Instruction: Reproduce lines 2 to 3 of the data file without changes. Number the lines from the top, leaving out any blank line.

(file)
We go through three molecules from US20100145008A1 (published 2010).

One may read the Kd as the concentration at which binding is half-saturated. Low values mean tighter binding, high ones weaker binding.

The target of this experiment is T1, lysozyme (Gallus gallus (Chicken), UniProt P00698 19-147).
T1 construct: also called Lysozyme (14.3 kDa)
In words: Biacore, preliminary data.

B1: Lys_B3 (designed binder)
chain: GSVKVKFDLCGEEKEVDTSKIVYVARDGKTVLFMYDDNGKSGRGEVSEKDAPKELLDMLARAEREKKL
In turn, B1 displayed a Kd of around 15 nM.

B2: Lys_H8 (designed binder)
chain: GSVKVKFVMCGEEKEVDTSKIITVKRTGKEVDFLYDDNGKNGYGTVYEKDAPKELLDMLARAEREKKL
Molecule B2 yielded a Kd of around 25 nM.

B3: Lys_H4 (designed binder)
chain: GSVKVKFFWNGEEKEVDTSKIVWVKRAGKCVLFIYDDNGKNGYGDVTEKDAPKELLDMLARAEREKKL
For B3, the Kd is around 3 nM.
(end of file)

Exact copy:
One may read the Kd as the concentration at which binding is half-saturated. Low values mean tighter binding, high ones weaker binding.

The target of this experiment is T1, lysozyme (Gallus gallus (Chicken), UniProt P00698 19-147).